Thursday, July 22, 2010


Not long ago, I tried really hard to dig within and identify my neuroses. Eventually, I concluded that I didn't have any. I'm just not a neurotic person, I thought. I'm too easy-going. I was wrong, of course. Everybody is neurotic in their own way, I think.

The neuroses I have since uncovered are all to do with words and self-expression, which is fitting. Here are just a few...

1. I hate using baby words. For example: tummy/belly (even as a child, I have always used the word "stomach", even though I know that the term technically only relates to the organ, as opposed to the general area to which I am usually referring), hubby, telly... Sometimes, I defy my own instinct and use the occasional juvenile word, just to get myself out of my comfort zone. "Silly", for example, which I am now comfortable with using - sparingly (it is a real word, after all).
2. I really don't like ugly Australian slang. Moll, bloody, Pom*, bonking, snogging, yobbo, dunny, mozzie, dag, arvo, snag, even Aussie. I'm not even going to start on those disgusting racist terms still in circulation, which should have died out decades ago.
3. I avoid swearing at all costs. I think I have sworn once on my twitter feed, but I was quoting somebody (a bigoted ignoramus who accused me of being a "sh*t talker" - I made sure to encase it in quotation marks so my followers knew that they weren't straight from my mouth). There are two reasons for my reluctance to swear. One, I always have my mother's advice in my head, which is that "Only unintelligent people swear because they don't know any better". Two, brings me to my next point...
4. I want everything I write to be pretty. You'll often find me combing over my writing, replacing words and phrases that sound jarring. I'd rather sound too flowery and elaborate than even a little grating or vulgar. You may have noticed that I love pretty adjectives (lovely, delightful, adorable, gorgeous are some favourites... and I also love to turn them into adverbs).

So those some of my neuroses. It feels good to have them "out there". Just to be clear, I don't expect anybody else to adhere to my silly (see?), self-imposed rules. It's not that I object to or judge other people for using ugly or juvenile wording. Some of my favourite writers pepper their writing with obscenities (Benjamin Law, for example - his book, The Family Law, is incredible... so funny and poignant). It's just not me. I like to be able to read over my work and be satisfied with the flow and the pretty diction. Writing is one of my greatest pleasures in life, and I wouldn't have it any other way.

I suppose I could delve deeper and use those those neuroses to ascertain a greater insight into myself... Perhaps I am a bit uptight and superficial, with an innate desire to ignore or hide the unpleasantries and ugliness that exists in the world. Or, in a more flattering light, maybe I am just optimistic, wanting to see the beauty in everything and share that with other people. Even if the former is true, at least that part of myself is restricted mainly to my prose, rather than being imposed upon everybody I encounter in my day-to-day life.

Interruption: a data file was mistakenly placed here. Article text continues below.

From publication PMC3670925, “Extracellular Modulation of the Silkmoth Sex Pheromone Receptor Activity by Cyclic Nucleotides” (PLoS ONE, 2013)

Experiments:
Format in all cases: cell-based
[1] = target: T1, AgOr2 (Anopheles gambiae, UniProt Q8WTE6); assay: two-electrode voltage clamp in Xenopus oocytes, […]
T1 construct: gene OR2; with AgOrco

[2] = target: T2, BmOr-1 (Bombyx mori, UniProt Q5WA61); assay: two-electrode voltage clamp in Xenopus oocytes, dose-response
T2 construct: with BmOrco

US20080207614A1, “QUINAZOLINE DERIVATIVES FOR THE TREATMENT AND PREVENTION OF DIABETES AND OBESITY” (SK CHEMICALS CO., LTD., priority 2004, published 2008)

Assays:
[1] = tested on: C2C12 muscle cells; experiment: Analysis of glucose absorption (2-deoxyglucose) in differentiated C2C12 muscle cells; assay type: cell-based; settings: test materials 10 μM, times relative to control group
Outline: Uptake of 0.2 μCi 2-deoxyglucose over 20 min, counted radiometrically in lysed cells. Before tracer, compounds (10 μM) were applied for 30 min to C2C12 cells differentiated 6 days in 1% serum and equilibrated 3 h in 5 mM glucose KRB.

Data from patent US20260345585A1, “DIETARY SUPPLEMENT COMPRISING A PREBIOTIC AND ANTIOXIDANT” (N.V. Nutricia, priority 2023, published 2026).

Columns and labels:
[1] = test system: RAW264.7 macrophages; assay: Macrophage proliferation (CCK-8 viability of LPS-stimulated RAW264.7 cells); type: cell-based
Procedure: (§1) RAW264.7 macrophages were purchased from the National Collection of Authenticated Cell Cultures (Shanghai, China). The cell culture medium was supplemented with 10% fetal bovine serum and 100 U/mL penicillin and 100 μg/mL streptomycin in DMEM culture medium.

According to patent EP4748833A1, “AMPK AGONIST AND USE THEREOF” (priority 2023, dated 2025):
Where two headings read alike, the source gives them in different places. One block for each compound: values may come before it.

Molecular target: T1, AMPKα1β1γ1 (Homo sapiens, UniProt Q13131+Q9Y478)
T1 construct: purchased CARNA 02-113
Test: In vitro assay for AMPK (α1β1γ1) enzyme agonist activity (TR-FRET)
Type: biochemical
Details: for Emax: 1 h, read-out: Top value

I guess that's the thing with neuroses. Everybody is weird in their own way, only we all try to hide it so that we fit in and appear normal. Instead of having it (what makes us different) "out there", we express our oddness through private moments - neurotic quirks that allow us to be ourselves, in a raw, natural state. Sometimes we try to fight these traits, but they manage to sustain themselves against our will. I think that, as people get older, they weaken that fight and let their eccentricities take over more and more. That is not necessarily a good thing because eccentricities are not always healthy, and rarely productive. Forcing ourselves to get out of our comfort zone or do things that we don't want to do, in an attempt to please other people, is part of life. It's not always fun, and it's vital to know how to balance it with "me-time", but, ultimately, it makes us better, stronger, more loving, and lovable, people. We live in a world where our happiness, and the happiness of those around us, hinges on our ability to be unselfish and compromising so, instead of resenting our idiosyncrasies, we should treasure them. They are, after all, little crevices in which we can be our true, unadulterated selves.

*Interesting fact of the day... Apparently - according to one, rather shaky, source - my great, great grandfather Edwin Greenslade Murphy ("Dryblower" Murphy) was the first person to pen the term "Pom". He was a journalist and poet during the gold rush in Western Australia, at the turn of the 20th century.

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